Different Types of bleeding

chris cleary By chris cleary, 4th Apr 2011 | Follow this author | RSS Feed
Posted in Wikinut>Health>First Aid

Ok we have covered our ABC's S.A.M.P.L.E now it's time to cover some of the injuries you might encounter. I have also included the different types of bleeding, and the scale of urgency attached to each type. But again remember you always must protect yourself
scene safety and GLOVES GLOVES GLOVES, did I say gloves.

Types of bleeding you might encounter



Escape or loss of blood from the body


External bleeding

Internal bleeding

Types Of Blood Vessels





Cover any exposed wounds with a dressing

Do not touch infected wounds or potentially infected
material (eg. Dressings) with bare hands

After administering First Aid - soak clothes in cold
water for at least 60 minutes then machine wash using
hot water and detergent
Clean contaminated surfaces with strong bleach
Treat all people equally-assume all are infectious

Wash hands thoroughly with soap & water and dry

Wash hands after dressing an open wound

Wear disposable gloves whenever possible

Change gloves for each casualty

Change gloves if torn during treatment

Avoid touching an open wound


If you are splashed with blood or bodily fluids or come
into contact with them, wash thoroughly with soap &

If your lips, mouth, tongue, eyes or broken skin come into contact with blood or bodily fluids, wash thourouly

If your skin is punctured by a sharp object that
may be contaminated, wash thoroughly with
soap & running water
If any of these incidents occur, seek medical advice promptly!

External Bleeding Causes

Sharp objects - knives, tools

Fractures – open

External physical blow – trauma

Recognition features

Wound and obvious bleeding

Bruising and swelling

Pale, cold and clammy skin

Other signs of shock may develop

Possible loss of consciousness


Aim: Control bleeding
Prevent infection
Minimize effects of shock
Apply direct pressure to wound
Elevate affected limb / area
Apply sterile dressing and secure it with a
Reassure the casualty



Spontaneously due to disease
- stomach ulcers, tumours, women’s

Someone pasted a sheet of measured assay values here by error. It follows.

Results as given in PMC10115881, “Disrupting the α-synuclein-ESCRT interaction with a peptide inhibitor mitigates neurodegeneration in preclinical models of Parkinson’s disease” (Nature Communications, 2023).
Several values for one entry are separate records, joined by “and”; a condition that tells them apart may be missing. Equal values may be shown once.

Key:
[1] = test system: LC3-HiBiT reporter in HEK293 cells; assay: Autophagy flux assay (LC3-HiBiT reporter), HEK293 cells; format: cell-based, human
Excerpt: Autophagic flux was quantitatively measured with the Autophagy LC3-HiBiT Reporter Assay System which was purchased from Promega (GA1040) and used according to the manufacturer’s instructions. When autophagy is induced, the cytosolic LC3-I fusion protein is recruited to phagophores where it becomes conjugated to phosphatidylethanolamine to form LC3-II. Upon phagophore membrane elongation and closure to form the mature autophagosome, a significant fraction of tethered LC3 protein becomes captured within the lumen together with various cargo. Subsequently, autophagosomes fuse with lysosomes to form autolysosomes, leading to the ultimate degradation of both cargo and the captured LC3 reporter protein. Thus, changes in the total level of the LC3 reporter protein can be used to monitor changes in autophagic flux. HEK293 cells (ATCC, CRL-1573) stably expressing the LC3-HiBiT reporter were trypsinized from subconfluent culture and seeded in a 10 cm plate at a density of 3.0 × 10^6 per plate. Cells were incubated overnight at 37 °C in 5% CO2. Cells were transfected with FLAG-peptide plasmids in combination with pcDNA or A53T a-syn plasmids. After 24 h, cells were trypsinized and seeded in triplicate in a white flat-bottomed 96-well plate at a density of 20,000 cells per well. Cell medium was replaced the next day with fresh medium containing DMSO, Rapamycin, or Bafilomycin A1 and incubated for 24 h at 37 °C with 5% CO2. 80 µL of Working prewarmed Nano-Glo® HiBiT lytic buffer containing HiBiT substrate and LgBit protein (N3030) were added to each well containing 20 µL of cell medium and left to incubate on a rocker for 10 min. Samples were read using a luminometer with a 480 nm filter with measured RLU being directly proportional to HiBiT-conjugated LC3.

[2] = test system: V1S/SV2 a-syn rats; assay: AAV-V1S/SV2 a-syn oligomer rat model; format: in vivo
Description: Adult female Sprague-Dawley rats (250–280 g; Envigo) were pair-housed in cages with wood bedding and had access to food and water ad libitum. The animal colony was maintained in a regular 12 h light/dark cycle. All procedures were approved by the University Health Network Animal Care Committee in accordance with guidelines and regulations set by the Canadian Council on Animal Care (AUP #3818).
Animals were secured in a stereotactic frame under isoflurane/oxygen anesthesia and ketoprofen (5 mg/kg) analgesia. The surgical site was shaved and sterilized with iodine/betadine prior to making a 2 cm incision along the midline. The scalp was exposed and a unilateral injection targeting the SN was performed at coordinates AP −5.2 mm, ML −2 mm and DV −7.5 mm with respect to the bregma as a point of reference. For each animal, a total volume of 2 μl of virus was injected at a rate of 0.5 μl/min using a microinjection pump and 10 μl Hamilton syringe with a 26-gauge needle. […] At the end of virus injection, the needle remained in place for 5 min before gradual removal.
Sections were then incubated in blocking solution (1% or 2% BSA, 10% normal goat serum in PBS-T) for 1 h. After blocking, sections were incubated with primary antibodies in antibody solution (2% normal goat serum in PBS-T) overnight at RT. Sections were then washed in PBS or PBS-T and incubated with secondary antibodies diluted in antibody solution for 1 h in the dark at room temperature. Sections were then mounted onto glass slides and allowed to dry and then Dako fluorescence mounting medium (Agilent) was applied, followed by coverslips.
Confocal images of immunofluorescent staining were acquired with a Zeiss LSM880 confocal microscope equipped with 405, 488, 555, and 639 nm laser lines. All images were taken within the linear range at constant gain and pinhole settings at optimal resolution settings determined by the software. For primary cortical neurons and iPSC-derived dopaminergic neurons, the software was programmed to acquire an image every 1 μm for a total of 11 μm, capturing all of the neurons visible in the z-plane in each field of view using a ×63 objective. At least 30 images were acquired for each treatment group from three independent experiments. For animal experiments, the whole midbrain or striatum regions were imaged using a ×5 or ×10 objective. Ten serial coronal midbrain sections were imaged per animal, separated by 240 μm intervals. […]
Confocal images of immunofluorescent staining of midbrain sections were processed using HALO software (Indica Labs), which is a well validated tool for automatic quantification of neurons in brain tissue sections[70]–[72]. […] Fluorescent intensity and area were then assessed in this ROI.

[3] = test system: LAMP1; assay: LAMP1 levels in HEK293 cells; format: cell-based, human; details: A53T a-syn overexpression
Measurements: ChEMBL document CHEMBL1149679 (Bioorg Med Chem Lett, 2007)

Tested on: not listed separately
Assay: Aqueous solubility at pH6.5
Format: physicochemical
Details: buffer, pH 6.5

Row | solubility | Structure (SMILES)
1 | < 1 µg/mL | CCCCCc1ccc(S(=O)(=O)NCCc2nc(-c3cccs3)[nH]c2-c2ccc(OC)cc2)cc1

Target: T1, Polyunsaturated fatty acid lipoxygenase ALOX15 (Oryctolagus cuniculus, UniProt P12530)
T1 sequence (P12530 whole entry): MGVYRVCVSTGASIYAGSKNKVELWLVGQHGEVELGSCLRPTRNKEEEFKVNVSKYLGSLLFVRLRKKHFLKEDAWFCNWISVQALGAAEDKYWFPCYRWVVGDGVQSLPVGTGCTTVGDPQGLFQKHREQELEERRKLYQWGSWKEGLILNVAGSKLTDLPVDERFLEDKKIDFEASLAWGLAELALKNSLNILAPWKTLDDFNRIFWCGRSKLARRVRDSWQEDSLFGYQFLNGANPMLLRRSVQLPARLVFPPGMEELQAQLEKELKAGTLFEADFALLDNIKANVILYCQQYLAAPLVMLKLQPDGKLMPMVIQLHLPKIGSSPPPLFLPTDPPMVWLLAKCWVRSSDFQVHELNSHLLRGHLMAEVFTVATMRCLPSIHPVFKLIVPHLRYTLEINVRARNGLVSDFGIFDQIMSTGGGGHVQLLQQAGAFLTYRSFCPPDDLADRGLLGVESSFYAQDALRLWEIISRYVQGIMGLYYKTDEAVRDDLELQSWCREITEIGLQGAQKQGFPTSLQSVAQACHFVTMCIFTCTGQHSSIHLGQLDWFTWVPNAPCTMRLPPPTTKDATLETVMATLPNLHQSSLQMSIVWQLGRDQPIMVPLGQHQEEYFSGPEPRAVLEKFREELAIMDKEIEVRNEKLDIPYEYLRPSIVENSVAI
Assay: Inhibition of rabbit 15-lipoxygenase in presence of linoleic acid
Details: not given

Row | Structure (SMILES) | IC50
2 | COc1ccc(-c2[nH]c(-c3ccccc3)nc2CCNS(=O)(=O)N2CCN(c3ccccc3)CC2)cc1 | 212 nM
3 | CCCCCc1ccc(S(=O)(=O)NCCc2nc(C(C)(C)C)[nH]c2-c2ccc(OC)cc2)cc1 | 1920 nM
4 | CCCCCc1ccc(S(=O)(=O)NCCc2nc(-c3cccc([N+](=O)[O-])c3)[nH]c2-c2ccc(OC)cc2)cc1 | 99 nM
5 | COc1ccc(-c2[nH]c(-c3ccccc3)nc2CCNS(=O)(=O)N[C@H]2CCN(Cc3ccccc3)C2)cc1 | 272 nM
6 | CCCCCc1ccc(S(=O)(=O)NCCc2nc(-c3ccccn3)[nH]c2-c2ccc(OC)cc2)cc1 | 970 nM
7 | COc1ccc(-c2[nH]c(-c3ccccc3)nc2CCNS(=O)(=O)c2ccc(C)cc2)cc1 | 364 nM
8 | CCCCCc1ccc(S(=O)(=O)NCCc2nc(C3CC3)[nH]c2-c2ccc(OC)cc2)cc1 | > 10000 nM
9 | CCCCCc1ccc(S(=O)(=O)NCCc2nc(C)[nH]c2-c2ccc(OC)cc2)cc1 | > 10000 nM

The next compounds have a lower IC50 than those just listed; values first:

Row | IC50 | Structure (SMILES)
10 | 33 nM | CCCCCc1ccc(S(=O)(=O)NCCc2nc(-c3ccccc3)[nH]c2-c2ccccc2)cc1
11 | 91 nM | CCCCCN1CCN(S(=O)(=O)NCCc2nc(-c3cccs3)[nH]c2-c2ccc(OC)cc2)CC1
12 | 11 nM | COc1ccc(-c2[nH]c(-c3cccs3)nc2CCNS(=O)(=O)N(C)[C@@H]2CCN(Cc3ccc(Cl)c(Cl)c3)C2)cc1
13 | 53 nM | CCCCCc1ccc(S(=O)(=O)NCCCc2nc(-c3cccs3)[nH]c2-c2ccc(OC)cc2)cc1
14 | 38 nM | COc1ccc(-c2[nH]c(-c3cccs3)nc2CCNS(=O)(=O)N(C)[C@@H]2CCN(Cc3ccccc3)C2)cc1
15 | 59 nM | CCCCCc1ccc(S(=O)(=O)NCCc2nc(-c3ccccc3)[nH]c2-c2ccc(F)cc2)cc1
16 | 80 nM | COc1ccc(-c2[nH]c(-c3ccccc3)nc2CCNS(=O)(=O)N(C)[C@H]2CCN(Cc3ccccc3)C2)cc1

reproductive disorders

Fractures – closed

Penetrating Wounds
Recognition features

Possible escape of blood from body orifices
Signs of shock may develop
Level of consciousness may deteriorate
Body Orifices Origin of Bleeding
Mouth Lungs/Digestive system
Ears Inner ear/Head injury
Nose Ruptured vessel/Brain
Anus Anus/Bowel
Urethra Kidneys/Bladder
Vagina Uterus/injury to vagina


Aim: Minimize effects of shock
Lay casualty down and elevate legs
Monitor ABC and levels of consciousness
Keep warm
Do not give anything to eat or drink
Reassure the casualty
Try to keep a note of the type, color and amount of any blood loss from body orifices

Nose Bleeds
Occur when a blood vessel (capillary) in the nostril is ruptured


Sit casualty down with head tilted well forward
Pinch the fleshy part of the nose, just below the bridge (bone) - for 10 minutes
Ask casualty to breathe through his/her mouth, Tell casualty not to cough, spit, sniff or blow the nose.
Monitor the Airway

Types: Incision

Amputation Definition

Partial or complete severance of a limb or part of a limb
Apply direct pressure to injured part
Elevate affected limb
Apply a sterile dressing to injured part and secure with a bandage
Reassure the casualty
treat for shock

Amputated part
Wrap amputated part with a non fluffy sterile dressing
Place it in a sealed plastic bag
Place the sealed plastic bag in another plastic bag full of ice
Mark the package with casualty’s name and time of injury

Crush Injuries

Casualty crushed less than 10 minutes
Reassure the casualty
Release the casualty as quickly as possible
Control any bleeding and cover wounds
Secure and support any suspected fractures
Examine & observe for signs of internal bleeding and shock - Treat
Note duration of crushing and time released

Dial 999/EMTs/or Ambulance depending on country

Casualty crushed more than 10 minutes
Reassure and stay with the casualty

Dial 999/EMTs/or Ambulance depending on country


Amputation, Arterial Bleeding, Bleeding, Gloves, Nosebleed, Scene Safety, Venial Bleeding

Meet the author

author avatar chris cleary
Hi there I am a firefighter, and based in a small County in Ireland. I have been a firefighter now for 25 years. My other interests are quading reading, diving, and of course computing.

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author avatar Denise O
5th Apr 2011 (#)

Good info my friend. Thank you for sharing.:)

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author avatar chris cleary
5th Apr 2011 (#)

cheers for your kind words as always :)

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